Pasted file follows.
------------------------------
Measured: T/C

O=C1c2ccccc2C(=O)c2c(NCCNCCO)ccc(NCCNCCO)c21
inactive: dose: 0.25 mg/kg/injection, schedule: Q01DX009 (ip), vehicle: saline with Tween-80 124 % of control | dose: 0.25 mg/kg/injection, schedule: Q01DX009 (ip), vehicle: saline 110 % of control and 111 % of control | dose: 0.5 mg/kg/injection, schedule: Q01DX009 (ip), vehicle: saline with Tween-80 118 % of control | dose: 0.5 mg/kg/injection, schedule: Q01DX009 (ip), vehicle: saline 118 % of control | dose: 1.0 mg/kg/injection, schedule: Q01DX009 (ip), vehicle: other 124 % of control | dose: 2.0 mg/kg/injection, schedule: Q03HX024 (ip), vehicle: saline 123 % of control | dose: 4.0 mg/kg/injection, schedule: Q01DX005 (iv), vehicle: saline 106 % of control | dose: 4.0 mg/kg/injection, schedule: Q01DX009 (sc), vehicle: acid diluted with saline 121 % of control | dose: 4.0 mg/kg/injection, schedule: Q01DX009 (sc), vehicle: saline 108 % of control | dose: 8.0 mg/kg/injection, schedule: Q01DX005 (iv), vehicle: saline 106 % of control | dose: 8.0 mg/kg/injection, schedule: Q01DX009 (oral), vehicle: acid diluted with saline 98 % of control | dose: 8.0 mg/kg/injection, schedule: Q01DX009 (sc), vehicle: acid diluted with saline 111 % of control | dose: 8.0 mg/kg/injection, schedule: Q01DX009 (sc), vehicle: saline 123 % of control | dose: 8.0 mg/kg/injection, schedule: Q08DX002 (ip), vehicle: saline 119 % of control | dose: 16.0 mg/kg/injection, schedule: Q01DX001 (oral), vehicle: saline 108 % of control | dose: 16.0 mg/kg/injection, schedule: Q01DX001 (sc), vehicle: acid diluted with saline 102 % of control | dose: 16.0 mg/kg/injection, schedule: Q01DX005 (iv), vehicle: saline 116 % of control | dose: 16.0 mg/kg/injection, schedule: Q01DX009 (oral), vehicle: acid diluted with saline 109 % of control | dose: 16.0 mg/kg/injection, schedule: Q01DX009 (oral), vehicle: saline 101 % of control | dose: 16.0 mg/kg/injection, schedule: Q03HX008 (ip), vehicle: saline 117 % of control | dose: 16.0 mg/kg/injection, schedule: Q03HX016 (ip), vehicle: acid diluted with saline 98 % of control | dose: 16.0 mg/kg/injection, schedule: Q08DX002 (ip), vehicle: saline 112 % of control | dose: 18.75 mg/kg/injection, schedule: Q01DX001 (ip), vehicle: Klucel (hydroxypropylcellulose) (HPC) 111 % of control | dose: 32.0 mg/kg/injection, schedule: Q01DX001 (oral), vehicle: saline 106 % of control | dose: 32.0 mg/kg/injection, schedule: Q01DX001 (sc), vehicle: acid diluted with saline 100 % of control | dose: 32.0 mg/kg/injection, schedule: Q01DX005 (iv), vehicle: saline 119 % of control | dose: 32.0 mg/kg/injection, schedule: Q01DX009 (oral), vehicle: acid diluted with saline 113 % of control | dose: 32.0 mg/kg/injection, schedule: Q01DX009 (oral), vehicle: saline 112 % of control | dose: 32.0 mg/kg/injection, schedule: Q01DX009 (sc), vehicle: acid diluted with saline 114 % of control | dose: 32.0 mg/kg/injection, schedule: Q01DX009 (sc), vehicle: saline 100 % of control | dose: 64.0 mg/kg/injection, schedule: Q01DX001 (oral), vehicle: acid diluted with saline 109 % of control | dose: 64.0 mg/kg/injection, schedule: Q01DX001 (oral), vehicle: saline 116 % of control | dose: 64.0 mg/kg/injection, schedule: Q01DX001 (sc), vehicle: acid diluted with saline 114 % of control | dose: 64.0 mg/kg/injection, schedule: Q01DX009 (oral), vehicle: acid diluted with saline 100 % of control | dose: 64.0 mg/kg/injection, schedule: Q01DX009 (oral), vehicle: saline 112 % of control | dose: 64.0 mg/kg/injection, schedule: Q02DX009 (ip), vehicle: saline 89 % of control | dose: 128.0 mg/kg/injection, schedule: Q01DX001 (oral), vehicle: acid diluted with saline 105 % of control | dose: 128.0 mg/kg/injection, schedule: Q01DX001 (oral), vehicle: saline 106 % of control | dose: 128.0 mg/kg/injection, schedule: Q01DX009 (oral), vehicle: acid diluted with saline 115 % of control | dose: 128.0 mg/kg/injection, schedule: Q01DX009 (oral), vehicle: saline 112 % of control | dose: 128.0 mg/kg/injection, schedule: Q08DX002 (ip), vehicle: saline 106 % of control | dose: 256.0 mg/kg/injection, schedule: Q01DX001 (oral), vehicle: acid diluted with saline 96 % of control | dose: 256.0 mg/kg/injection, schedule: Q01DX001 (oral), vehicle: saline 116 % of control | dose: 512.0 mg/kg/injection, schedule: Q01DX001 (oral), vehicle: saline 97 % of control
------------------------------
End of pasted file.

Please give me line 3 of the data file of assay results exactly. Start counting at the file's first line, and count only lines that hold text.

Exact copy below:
inactive: dose: 0.25 mg/kg/injection, schedule: Q01DX009 (ip), vehicle: saline with Tween-80 124 % of control | dose: 0.25 mg/kg/injection, schedule: Q01DX009 (ip), vehicle: saline 110 % of control and 111 % of control | dose: 0.5 mg/kg/injection, schedule: Q01DX009 (ip), vehicle: saline with Tween-80 118 % of control | dose: 0.5 mg/kg/injection, schedule: Q01DX009 (ip), vehicle: saline 118 % of control | dose: 1.0 mg/kg/injection, schedule: Q01DX009 (ip), vehicle: other 124 % of control | dose: 2.0 mg/kg/injection, schedule: Q03HX024 (ip), vehicle: saline 123 % of control | dose: 4.0 mg/kg/injection, schedule: Q01DX005 (iv), vehicle: saline 106 % of control | dose: 4.0 mg/kg/injection, schedule: Q01DX009 (sc), vehicle: acid diluted with saline 121 % of control | dose: 4.0 mg/kg/injection, schedule: Q01DX009 (sc), vehicle: saline 108 % of control | dose: 8.0 mg/kg/injection, schedule: Q01DX005 (iv), vehicle: saline 106 % of control | dose: 8.0 mg/kg/injection, schedule: Q01DX009 (oral), vehicle: acid diluted with saline 98 % of control | dose: 8.0 mg/kg/injection, schedule: Q01DX009 (sc), vehicle: acid diluted with saline 111 % of control | dose: 8.0 mg/kg/injection, schedule: Q01DX009 (sc), vehicle: saline 123 % of control | dose: 8.0 mg/kg/injection, schedule: Q08DX002 (ip), vehicle: saline 119 % of control | dose: 16.0 mg/kg/injection, schedule: Q01DX001 (oral), vehicle: saline 108 % of control | dose: 16.0 mg/kg/injection, schedule: Q01DX001 (sc), vehicle: acid diluted with saline 102 % of control | dose: 16.0 mg/kg/injection, schedule: Q01DX005 (iv), vehicle: saline 116 % of control | dose: 16.0 mg/kg/injection, schedule: Q01DX009 (oral), vehicle: acid diluted with saline 109 % of control | dose: 16.0 mg/kg/injection, schedule: Q01DX009 (oral), vehicle: saline 101 % of control | dose: 16.0 mg/kg/injection, schedule: Q03HX008 (ip), vehicle: saline 117 % of control | dose: 16.0 mg/kg/injection, schedule: Q03HX016 (ip), vehicle: acid diluted with saline 98 % of control | dose: 16.0 mg/kg/injection, schedule: Q08DX002 (ip), vehicle: saline 112 % of control | dose: 18.75 mg/kg/injection, schedule: Q01DX001 (ip), vehicle: Klucel (hydroxypropylcellulose) (HPC) 111 % of control | dose: 32.0 mg/kg/injection, schedule: Q01DX001 (oral), vehicle: saline 106 % of control | dose: 32.0 mg/kg/injection, schedule: Q01DX001 (sc), vehicle: acid diluted with saline 100 % of control | dose: 32.0 mg/kg/injection, schedule: Q01DX005 (iv), vehicle: saline 119 % of control | dose: 32.0 mg/kg/injection, schedule: Q01DX009 (oral), vehicle: acid diluted with saline 113 % of control | dose: 32.0 mg/kg/injection, schedule: Q01DX009 (oral), vehicle: saline 112 % of control | dose: 32.0 mg/kg/injection, schedule: Q01DX009 (sc), vehicle: acid diluted with saline 114 % of control | dose: 32.0 mg/kg/injection, schedule: Q01DX009 (sc), vehicle: saline 100 % of control | dose: 64.0 mg/kg/injection, schedule: Q01DX001 (oral), vehicle: acid diluted with saline 109 % of control | dose: 64.0 mg/kg/injection, schedule: Q01DX001 (oral), vehicle: saline 116 % of control | dose: 64.0 mg/kg/injection, schedule: Q01DX001 (sc), vehicle: acid diluted with saline 114 % of control | dose: 64.0 mg/kg/injection, schedule: Q01DX009 (oral), vehicle: acid diluted with saline 100 % of control | dose: 64.0 mg/kg/injection, schedule: Q01DX009 (oral), vehicle: saline 112 % of control | dose: 64.0 mg/kg/injection, schedule: Q02DX009 (ip), vehicle: saline 89 % of control | dose: 128.0 mg/kg/injection, schedule: Q01DX001 (oral), vehicle: acid diluted with saline 105 % of control | dose: 128.0 mg/kg/injection, schedule: Q01DX001 (oral), vehicle: saline 106 % of control | dose: 128.0 mg/kg/injection, schedule: Q01DX009 (oral), vehicle: acid diluted with saline 115 % of control | dose: 128.0 mg/kg/injection, schedule: Q01DX009 (oral), vehicle: saline 112 % of control | dose: 128.0 mg/kg/injection, schedule: Q08DX002 (ip), vehicle: saline 106 % of control | dose: 256.0 mg/kg/injection, schedule: Q01DX001 (oral), vehicle: acid diluted with saline 96 % of control | dose: 256.0 mg/kg/injection, schedule: Q01DX001 (oral), vehicle: saline 116 % of control | dose: 512.0 mg/kg/injection, schedule: Q01DX001 (oral), vehicle: saline 97 % of control